Feature Article - October 2018
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Pump It Up

Scoreboards, Sports Lighting & Sound Make the Game

By Rick Dandes

At all levels of organized sports competition and play, from middle to high school to college and pro, spectators, and to some extent participants, are benefiting from more sophisticated sound, lighting and video technologies that are intended to enhance the enjoyment of the time spent at an event.

The in-person experience has become more than just about watching the event, said Kyle Sydow, high school, park and recreation market manager for a Brookings, S.D., manufacturer of video displays, scoreboards and sound systems. "The value of scoreboards is increasing. They are the second most viewed piece in a stadium other than the game itself."

Digital scoreboards, videos and the ability to replay moments of an event are de rigueur, he said; lighting and sound advances add to the sensory experience at games, accentuating the excitement. But event organizers have come to realize there are side benefits to the new technologies. School administrators and athletic directors are tasked with many things besides staging the event or game itself, such as building a positive image of their school district.

"Scoreboards are looked at as ways to entertain fans, ways to promote their sponsors, and also help develop their students," Sydow said. "How can we entertain our fans better is always the starting point, and a scoreboard does that, a video board does that. It provides fans with better information. I have one customer in Oak Creek, Wis., that is installing a scoreboard and said, 'Our game starts at 7, but the show starts at 6.' I think that is what you are seeing for trends in high school sports facilities—before a game you might see highlights of past games or student-created videos."

In the past, high school sports was something that parents came to watch their kids compete in. Now it is becoming more of a community event, with community-based entertainment. It's also where parents can see their children's successes other than just athletics.

At all levels of organized sports competition and play, spectators, and to some extent participants, are benefiting from more sophisticated sound, lighting and video technologies that are intended to enhance the enjoyment of the time spent at an event.

"You have students into video production," Sydow said, "creating videos shown in front of thousands of people on a given sports night. Or you get to see your student who gets to compete in an extracurricular activity that is recognized on a video board, where thousands of people see it. Schools are utilizing scoreboards to brand themselves by showing their successes and to improve their image in their particular market."

Video displays give a great fan experience, said Jay Hammack, sales manager for a Murray, Ky.-based scoreboard manufacturer. "With a variety of templates we provide, the customer is given the ability to display starting lineups, player profiles, player stats, etc., in a professional manner on par with what you see at professional venues."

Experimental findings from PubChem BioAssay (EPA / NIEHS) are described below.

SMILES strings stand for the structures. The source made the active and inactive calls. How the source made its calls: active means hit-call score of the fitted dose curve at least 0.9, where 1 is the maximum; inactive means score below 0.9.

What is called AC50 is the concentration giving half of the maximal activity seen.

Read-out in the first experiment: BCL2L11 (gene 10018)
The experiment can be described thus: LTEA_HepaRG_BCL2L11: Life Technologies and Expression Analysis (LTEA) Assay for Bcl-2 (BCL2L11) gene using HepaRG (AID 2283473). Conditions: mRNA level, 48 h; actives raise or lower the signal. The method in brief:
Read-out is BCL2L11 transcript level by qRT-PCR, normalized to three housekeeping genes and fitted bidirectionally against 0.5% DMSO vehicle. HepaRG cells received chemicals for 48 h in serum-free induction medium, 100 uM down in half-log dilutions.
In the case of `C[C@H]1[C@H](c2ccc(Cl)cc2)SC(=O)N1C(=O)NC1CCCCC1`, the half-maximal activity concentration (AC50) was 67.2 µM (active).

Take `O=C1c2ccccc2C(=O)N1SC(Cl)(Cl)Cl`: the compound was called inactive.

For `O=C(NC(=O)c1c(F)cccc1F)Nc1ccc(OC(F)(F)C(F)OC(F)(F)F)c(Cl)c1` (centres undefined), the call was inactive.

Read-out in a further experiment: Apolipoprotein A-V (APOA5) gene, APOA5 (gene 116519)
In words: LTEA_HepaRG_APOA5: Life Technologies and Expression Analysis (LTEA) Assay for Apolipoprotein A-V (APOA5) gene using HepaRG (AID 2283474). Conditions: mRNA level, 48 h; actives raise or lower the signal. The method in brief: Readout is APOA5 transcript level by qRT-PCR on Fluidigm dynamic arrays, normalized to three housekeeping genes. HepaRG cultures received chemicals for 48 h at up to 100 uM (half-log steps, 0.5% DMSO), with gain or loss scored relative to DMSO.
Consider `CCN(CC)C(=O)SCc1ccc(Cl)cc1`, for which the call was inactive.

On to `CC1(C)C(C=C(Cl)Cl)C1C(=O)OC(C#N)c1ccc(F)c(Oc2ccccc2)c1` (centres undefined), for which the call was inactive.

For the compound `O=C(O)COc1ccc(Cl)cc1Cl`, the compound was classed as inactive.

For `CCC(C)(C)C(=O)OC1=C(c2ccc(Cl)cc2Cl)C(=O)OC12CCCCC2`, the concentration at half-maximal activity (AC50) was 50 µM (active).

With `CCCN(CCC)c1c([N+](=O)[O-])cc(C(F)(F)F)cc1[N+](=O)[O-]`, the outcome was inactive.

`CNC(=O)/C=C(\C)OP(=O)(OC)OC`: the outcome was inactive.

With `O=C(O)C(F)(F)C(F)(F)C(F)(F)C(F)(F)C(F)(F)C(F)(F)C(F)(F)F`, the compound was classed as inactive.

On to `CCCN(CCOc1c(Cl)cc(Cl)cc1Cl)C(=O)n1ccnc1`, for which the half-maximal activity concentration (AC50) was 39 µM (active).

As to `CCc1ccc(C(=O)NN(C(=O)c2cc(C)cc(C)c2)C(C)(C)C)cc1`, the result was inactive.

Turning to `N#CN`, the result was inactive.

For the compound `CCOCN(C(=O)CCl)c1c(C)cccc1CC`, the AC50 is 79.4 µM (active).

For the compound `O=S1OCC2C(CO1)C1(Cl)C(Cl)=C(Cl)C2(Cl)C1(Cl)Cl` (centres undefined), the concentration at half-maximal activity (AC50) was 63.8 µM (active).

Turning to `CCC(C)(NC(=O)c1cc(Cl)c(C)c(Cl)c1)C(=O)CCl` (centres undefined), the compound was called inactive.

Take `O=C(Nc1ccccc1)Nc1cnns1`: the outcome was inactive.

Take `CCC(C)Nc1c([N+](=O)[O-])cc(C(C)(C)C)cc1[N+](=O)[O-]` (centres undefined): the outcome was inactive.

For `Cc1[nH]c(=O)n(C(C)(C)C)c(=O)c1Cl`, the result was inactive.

This kind of fan experience at the junior high, high school and small college level is something that just wasn't available even 10 years ago, Hammack said. "Video operators pairing live cameras with their video displays takes fan interaction to an even higher level."

All this is possible, Sydow explained, because the quality of video is getting better. Systems are getting easier to run, more user-friendly. "There is an increased desire to run scoreboards through a mobile app," he said. "We're seeing systems capable of displaying more content and data than they ever have in the past. Systems are getting more exciting, and that could be a unique flair that a school wants to be displayed that helps set them apart. It really comes down to helping set a feeling for the fans that come to an event. You want to build an environment that people want to be around."

Get the Best Bang for Your Buck

Money is a factor, but realistically more than budget, you need to understand your objective. Manufacturers need to know what you are trying to do.

Tell manufacturers if you are looking to replace an existing scoreboard or if it's a new facility or new construction.

"Especially with outdoor scoreboards," Hammack said, "the cost of installation can increase dramatically when you get into the larger scoreboards that require three or more mounting columns. If a customer is replacing an existing scoreboard, we really try to find a scoreboard that meets their needs but will also work with their existing mounting, which can greatly reduce installation costs.

"Customers frequently come to us wanting to replace their existing scoreboard with a full matrix RGB video display," Hammack added. No doubt virtual scoreboards on video displays look great but what most people don't consider is the cost per square foot of a video display vs. a traditional scoreboard.

A standard 4-by-8 scoreboard, Hammack noted, "is about $2,000, while a similar size video display is at least $10,000. Even if you only use half of that display to show scoring, you're still talking about $5,000 worth of real estate. We encourage people to pair a video display with a traditional scoreboard. Pairings such as these means you can dedicate 100 percent of the video display to fan interaction, player stats or advertising rather than tying up expensive video area showing scores."